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2 pointsnote before we begin: this is about a gay girl who has to stay with her homophobic aunt and her family in a small town after her mom goes to a rehab center for mental illness. the bumper stickers mentioned are some alt-righty, hateful ones. also, i'm realizing there are some issues with voice and motivations of other characters. if anyone has advice it'd be much appreciated. CHAPTER 5- ELISE I look through the guest room drawers three or four times before I pick out what to wear, and then once I walk down to breakfast I can't stop fidgeting with my sleeves. “Elise, dear, calm down.” Aunt Delilah says, glancing at me from the table. Anna sits with her, picking at her eggs. I don’t know how to respond, so we’re all just quiet. "So, I was thinking I should drop you all off at school!” says Aunt Delilah, breaking the silence. "Mom. No. God no.” Anna says, like she's just broken the most sacred rule of high school. "Anna.” she says, her voice dripping with disappointment. “Please don't use the lord's name in vain.” (Put that on the growing list of habitats I need to break to survive here.) Anna knows better than to roll her eyes at her. (Lines I can't cross.) Delilah clears her throat and restarts. "So, I'm taking you guys to school today!” she says. “Besides, it'll give us a nice chance to show off some of those new bumper stickers!” I spontaneously combust, on the spot, and no one notices. Anna complains through the whole car ride, until Aunt Delilah firmly tells her to stop as she pulls into the parking lot. I get out and I look up. The school is big, but the football field, of course, is bigger. It’s a nice brick building, with signs with the school mascots haphazardly placed around the entrance. HOME OF THE SEA HOUNDS reads the- well, reads pretty much everywhere I look. “Uh, what’s a seahound?” I say, trying to keep the skepticism out of my voice. “It’s those… those squirmy things in the lake” Anna says, almost slamming the car door behind her. I wave goodbye to Delilah, and Anna… Anna declines. “Do you mean crayfish?” I ask. "No, they’re blue. With purple dots, and tentacles.” Okay, no. Those don’t exist. "Are they water bugs?” I try. "Sometimes they’re yellowish?” she says, looking at me like I’m the stupidest person to ever live. “Seriously, none of this ringing any bells? They don’t have those in the city?” “I don’t think so...”I say. I want to sink into the ground. “Is this like an urban legend or something?” I say, laughing nervously. "Well, for one thing,” she says, her voice rising and her eyes cutting into me. “We aren’t in a urban area. And two, maybe don’t accuse me of lying when you’ve never even visited here. The main office is to the right of the security desk.” She storms off, joining a group of other sophomores by the field and I try not to panic but, fuck, I just lost my cousin in a sea of people I don’t know. On the first day, like I’m that stupid, like, couldn’t I have waited at least a day before blowing everything up? Am I just that bad at being a normal person? Panic is rising in my stomach, and Anna’s friend’s gazes are just burrowing into my skin. I’m just standing here, and worse thoughts rush up to me. She hates you now. You’re so alone. You aren’t ever going to have friends. Everyone will hate you and then you’ll end up stuck in this town, alone and alone and - Okay, no. I have a brain. I can walk into an office, by myself, without exploding. My world’s still spinning with panic but I take a breath, and put one foot in front in front of the other. I go in and I notice that the school seems too big for the number of kids. In the city 3,000 kids would probably be in this building, but it’s so small. A bunch of people glance at me from the corner of their eye and I feel a million sirens going off in my brain. I know it’s irrational, but everyone here feels like a land mine that could go off at any moment. But, it’s irrational. It’s irrational, and I just have to keep moving. I feel like Jonathan Byers walking down the hallway of Hawkins High School. (Except I don't take weird pictures of girls at parties, and I think Barb is cuter than Nancy.) I reach the office feeling like I just ran a marathon. (Or, what I feel like a marathon would be like.) (I’m way too much of a stereotypical nerd to know.) A woman wearing a red, floral dress at the front desk smiles at me. "Hi!” she says.” I’m Ms. Rodriguez, are you our new student?” "Y-yes. Yes. Hi. I’m- I’m Elise. I'm here for a schedule.” I give a weak smile. “Yep! Got it all right here.” she says, gesturing to a file. I realize that I probably look panicked, and I should've come to the office an hour earlier so I could get to my new locker and not get completely lost and...ugh. It's too early for this. Ms. Rodriguez looks unfazed. She opens The File and gives me my schedule. "Thank you.” I say. "No problem! If you need anything, free free to come down and ask questions. Your guide will be here in a second.” "Guide?” I try not to sound like I'm two years old when I say it, but right now I'm just trying not to pass out so the bar might be a little low. "The student that will help you find all your classes for the day.” “Oh. I didn’t. I didn’t realize…” My voice trails off. "I know it’s overwhelming here at first, but you’ll figure it out. Don’t worry.” she tells me. I guess I look unconvinced, because she keeps going. “Both of my parents were in the army when I was little, so I moved around from base to base a lot. I’ve had like… 10 or 12 different first days of school?” “That sounds exhausting.” I say. I wouldn’t be able to handle that. She shrugs her shoulders. “It wasn’t too bad. The worst thing that happened was showing up in the wrong classroom. So, just take it from an expert. You’ll be fine.” “What if I’m not?” I don’t mean to say it out loud. It just slips out without me thinking, and I literally put a hand on my mouth hoping I can somehow reel the words back in. She looks at me, thoughtfully. "Here’s a secret- it’s your senior year, so it’s just one year of your life. Most normal people hate high school.” A little bell on the door rings, and a boy with a Legends Of Zelda shirt comes in. "Hi, Mrs. Rodriguez.” he mumbles. "Darien!” she says. “How was your summer?” "It was fine.” he says, distracted and pretty much monotone. Well. At least he’s too tired to care about making awkward, invasive small talk. And if the silence gets way too unbearable, we probably have a fandom or two in common. "So,” Mrs. Rodriguez says. “ Elise Simon, this is Darien Hill! Darien Hill, this is Elise Simon.” I can hear her rethinking her life choices to work in a really small town with really antisocial kids. “Hi.” I say. "Hello.” he says, a million miles away. We leave the office to my first class and, well, at least I’m not alone.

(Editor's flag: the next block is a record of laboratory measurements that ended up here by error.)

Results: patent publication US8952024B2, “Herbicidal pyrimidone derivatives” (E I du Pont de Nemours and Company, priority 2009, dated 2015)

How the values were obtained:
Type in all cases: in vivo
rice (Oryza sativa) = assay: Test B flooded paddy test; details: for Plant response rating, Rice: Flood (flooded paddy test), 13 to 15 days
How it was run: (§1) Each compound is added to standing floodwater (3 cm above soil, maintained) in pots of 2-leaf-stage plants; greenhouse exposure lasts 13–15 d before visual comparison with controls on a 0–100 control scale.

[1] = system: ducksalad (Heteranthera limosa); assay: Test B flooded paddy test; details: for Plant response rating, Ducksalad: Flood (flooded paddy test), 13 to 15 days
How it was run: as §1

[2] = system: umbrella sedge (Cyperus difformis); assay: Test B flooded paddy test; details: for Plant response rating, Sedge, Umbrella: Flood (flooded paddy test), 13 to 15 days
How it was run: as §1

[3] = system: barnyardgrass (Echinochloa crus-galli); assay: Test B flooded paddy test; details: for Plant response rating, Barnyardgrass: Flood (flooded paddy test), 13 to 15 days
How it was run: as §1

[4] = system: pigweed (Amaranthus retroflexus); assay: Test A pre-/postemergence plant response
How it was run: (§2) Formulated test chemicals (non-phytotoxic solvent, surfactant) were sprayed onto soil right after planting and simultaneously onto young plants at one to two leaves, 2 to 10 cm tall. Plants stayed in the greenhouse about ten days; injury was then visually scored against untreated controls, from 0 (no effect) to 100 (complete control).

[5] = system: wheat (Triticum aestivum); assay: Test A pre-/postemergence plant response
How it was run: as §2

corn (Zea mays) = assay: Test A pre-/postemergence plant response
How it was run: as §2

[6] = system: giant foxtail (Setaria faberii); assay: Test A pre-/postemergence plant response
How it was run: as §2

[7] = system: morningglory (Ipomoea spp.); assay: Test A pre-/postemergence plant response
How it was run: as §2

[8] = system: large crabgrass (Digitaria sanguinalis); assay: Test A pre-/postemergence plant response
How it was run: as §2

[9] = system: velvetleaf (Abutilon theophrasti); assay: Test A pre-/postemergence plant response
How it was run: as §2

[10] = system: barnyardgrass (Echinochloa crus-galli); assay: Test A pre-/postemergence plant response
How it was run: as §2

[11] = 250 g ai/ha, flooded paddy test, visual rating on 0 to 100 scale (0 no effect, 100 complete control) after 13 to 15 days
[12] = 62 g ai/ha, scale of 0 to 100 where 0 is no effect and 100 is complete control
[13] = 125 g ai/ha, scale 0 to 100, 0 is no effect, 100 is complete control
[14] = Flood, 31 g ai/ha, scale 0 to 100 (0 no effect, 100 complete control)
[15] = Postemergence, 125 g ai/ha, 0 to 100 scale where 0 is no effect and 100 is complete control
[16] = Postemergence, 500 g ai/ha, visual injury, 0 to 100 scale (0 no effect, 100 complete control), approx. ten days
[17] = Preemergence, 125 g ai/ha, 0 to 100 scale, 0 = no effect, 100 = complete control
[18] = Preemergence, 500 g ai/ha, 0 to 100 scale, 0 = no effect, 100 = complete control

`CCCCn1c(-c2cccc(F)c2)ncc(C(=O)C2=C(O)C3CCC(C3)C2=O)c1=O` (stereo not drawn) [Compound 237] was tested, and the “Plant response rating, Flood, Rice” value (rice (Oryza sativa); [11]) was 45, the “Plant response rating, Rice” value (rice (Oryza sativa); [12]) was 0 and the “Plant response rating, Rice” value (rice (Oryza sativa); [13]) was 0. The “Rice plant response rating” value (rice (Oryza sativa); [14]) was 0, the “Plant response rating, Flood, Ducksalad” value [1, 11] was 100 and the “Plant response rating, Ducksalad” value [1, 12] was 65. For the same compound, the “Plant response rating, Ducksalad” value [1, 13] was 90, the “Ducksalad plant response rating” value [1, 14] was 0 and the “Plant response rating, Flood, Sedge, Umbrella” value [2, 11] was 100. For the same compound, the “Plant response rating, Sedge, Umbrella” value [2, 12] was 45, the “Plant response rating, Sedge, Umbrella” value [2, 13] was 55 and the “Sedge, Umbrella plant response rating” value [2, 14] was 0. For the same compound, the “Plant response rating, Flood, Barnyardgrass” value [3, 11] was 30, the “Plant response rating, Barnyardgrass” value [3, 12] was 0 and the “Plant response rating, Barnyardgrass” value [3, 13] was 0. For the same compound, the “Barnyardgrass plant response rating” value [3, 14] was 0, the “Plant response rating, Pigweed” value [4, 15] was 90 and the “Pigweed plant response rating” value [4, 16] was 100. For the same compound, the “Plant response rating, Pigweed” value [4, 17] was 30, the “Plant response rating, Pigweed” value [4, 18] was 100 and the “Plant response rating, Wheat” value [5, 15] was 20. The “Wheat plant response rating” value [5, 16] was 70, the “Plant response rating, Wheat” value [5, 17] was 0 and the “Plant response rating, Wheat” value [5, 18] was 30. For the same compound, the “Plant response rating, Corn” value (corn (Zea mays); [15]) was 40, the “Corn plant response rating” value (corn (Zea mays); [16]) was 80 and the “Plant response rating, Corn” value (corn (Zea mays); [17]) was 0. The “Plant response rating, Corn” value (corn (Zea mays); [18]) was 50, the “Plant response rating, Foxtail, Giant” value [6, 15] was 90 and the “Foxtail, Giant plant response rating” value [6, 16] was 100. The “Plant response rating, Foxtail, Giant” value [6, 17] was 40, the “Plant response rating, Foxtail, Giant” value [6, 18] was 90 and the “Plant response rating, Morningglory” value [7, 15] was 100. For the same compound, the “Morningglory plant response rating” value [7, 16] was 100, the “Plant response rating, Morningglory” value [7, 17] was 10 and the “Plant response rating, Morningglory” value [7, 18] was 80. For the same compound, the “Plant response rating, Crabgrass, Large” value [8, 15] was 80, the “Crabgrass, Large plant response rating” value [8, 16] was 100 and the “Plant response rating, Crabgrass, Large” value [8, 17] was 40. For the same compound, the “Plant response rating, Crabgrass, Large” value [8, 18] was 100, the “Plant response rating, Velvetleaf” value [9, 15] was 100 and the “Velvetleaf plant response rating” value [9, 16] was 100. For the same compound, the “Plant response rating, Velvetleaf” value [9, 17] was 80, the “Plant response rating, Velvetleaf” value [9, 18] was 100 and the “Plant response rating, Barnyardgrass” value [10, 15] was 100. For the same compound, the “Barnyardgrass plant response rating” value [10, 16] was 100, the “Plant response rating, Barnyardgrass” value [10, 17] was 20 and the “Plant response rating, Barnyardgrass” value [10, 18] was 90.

1 pointThe family is here. We go for a walk today, string out along the trail then spring back together to recuperate in the shade. Normally, I hike quickly. My goal is to get to the gleaming lake, or the cold, clean-cut peak, then begin my structured revels. There is a process for this. Today, though, my grandmother and I walk slowly. There are several ways to walk slowly: regally, with measured paces, lazily, with loose hips and soft ankles, and perhaps another: leaning forward, arms swinging, heels solid. My grandmother and I walk lazily. I feel the rock in my shoe, notice the valleys scoring my grandmother's face, and feel the sun embracing my arms.